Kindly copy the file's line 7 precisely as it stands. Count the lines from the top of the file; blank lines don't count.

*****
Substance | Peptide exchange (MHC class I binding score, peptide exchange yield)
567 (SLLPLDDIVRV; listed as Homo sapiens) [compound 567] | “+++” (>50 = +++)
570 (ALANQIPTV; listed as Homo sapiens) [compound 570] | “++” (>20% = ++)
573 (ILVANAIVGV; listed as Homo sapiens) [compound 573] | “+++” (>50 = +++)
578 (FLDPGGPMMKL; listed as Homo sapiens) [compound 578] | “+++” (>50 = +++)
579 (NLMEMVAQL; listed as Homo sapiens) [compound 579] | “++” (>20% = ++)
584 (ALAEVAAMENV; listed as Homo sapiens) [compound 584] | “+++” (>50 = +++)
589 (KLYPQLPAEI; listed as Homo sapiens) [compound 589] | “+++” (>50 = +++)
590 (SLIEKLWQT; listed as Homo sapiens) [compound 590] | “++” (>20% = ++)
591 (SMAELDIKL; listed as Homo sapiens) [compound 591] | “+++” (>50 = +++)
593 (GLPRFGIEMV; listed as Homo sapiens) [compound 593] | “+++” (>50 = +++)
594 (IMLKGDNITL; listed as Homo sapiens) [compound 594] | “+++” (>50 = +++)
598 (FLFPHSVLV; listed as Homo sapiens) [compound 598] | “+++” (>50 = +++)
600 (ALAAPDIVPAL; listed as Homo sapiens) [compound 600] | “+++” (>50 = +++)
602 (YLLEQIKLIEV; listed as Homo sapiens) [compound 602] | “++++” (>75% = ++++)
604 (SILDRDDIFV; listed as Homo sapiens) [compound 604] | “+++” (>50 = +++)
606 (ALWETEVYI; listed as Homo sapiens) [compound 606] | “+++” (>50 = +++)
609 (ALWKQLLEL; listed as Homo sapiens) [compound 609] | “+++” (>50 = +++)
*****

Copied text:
584 (ALAEVAAMENV; listed as Homo sapiens) [compound 584] | “+++” (>50 = +++)